To put it yet one more way: this is Cohen’s argument stripped naked: Thesis one: the GOP is not racist. Thesis two: a key element of the Republican Party is racist. Conclusion three: well, maybe the GOP has a racism problem it’s OK (sort of) because those nice conventional folks are simply mourning the fact that most Americans no longer tolerate such crap.
How does that add up? What kind of mind writes that paragraph and doesn’t go “Wut?” … and try again.
Last question: Cohen is a terrible columnist, a weak thinker, a man suffocating in swaddling of past-its-sell-by-date received wisdom and second-hand knowledge. But the Post chooses to employ him and you’d think they’d have the compassion, (not to mention the self interest) to protect him from himself. Shorter: Don’t they have any editors down there any more? Who the f**k let that “conventional” slip by?
*One more in the annals of general cluelessness. In this column Cohen goes on to argue that the reality for the GOP is that its core recoils from modernity and is now spasming in its rage. To drive the point home, he writes this:
As with the Dixiecrats, the fight is not over a particular program — although Obamacare comes close — but about a tectonic shift of attitudes.I thank Dennis J. Goldford, professor of politics and international relations at Drake University in Des Moines, for leading me to a live performance on YouTube of Merle Haggard singing “Are the Good Times Really Over.” This chestnut, a lament for a lost America, has been viewed well more than 2 million times. It could be the tea party’s anthem.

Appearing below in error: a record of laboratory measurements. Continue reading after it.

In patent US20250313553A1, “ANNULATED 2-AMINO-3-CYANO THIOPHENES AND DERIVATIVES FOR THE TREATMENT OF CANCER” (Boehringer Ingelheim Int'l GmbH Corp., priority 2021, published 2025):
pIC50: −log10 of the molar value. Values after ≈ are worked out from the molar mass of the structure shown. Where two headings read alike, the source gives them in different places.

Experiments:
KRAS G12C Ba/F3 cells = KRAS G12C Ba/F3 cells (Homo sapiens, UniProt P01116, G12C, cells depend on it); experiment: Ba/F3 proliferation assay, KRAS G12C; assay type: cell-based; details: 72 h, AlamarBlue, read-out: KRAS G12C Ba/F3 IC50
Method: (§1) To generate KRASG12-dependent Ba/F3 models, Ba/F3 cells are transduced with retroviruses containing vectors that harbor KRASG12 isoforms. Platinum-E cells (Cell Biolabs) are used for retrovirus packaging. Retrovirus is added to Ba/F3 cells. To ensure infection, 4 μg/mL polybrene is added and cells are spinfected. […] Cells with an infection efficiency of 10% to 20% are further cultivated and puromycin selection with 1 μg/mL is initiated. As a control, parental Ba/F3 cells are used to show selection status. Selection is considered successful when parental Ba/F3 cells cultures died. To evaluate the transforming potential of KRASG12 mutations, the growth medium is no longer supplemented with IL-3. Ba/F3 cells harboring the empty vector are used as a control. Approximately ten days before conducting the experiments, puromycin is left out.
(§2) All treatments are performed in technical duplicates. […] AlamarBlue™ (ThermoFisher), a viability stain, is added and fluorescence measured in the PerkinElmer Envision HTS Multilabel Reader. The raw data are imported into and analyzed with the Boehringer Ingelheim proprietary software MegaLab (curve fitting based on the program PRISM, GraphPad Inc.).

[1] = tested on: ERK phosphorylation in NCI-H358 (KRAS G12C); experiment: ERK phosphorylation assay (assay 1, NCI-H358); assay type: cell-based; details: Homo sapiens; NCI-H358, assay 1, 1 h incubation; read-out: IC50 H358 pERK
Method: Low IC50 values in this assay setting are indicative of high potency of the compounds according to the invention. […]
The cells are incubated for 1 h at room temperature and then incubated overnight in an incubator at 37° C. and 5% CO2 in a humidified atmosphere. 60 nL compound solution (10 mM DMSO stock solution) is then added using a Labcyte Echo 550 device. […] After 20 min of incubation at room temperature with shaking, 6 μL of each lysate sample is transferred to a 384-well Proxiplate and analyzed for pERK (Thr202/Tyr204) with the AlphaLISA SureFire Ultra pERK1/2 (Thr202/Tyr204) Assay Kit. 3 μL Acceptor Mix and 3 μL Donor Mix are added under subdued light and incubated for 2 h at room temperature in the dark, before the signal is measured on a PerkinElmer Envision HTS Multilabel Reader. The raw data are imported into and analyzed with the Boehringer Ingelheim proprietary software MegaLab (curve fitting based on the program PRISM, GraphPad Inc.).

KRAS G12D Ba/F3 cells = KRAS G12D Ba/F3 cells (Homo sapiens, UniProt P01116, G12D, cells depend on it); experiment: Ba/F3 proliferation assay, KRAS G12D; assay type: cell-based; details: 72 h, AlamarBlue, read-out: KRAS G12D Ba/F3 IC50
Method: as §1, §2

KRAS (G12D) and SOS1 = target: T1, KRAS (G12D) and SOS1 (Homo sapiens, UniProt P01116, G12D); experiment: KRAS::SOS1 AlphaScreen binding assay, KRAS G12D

Uh, Richard. In these dayz of the intertubes, two million views over five years is…not impressive. Hell, I’ve been listening to some Edward Sharpe and The Magnetic Zeros lately (now there’s a band on the zeitgeist, right?), and the official video of their folk-groove song “Man on Fire” has scored over three million hits in the last eighteen months. You want to talk about music at the point of cultural confrontation that Cohen’s talking about? Well then, how about Macklemore & Ryan Lewis’s hit “Same Love feat. Mary Lambert” (which features and interracial gay couple, btw)?
Almost 95 million views on Ryan Lewis’ channel alone, and many more millions elsewhere.
It’s not that Cohen’s wrong on the basic point. Running through the GOP’s current turmoil there is a profound rejection of the whole broad politics and culture that flows from (inter alia) the real advances in civil rights we’ve seen in this country. But this business of making cultural commentary about a Youtube video isn’t about that argument. Instead, this is a question of whether or not Cohen is up to his job. Here, he doesn’t seem to have the basic contextual understanding he needs to draw any inference from a data point like 2 million Youtube views. It’s not just the “conventional” racists who don’t recognize this country. Cohen’s making heavy weather of it too.
Image: Charles Towne, Old Billy, a Draught Horse, aged 62, 1823.